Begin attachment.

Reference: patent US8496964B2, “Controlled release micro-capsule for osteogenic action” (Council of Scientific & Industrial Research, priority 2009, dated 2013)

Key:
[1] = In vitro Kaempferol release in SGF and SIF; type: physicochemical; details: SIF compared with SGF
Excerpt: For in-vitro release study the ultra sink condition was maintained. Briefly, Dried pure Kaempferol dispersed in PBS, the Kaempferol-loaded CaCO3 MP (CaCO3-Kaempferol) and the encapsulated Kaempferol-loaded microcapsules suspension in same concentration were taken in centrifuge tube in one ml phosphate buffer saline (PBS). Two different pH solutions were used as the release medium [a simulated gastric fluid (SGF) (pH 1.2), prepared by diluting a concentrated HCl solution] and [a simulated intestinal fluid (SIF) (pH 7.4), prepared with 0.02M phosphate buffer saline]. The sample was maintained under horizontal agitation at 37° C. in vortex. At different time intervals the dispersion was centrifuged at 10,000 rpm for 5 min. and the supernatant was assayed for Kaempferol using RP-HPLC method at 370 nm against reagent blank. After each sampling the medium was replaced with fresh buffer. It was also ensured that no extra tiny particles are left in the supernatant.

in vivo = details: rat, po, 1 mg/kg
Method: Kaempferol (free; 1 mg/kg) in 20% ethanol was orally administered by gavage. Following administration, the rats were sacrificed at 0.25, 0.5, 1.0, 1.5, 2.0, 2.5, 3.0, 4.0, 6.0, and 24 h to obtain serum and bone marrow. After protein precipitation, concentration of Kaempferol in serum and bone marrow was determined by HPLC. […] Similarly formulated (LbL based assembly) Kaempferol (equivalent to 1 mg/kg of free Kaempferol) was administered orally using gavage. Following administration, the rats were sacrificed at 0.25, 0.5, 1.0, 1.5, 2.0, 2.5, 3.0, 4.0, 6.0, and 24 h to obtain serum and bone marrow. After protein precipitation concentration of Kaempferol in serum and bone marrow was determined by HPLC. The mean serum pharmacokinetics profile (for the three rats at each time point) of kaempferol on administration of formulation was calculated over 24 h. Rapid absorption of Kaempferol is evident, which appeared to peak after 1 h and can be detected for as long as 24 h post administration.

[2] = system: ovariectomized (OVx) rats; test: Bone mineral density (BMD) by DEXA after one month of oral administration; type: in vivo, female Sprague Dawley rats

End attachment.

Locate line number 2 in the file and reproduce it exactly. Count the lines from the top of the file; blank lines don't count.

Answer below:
Key: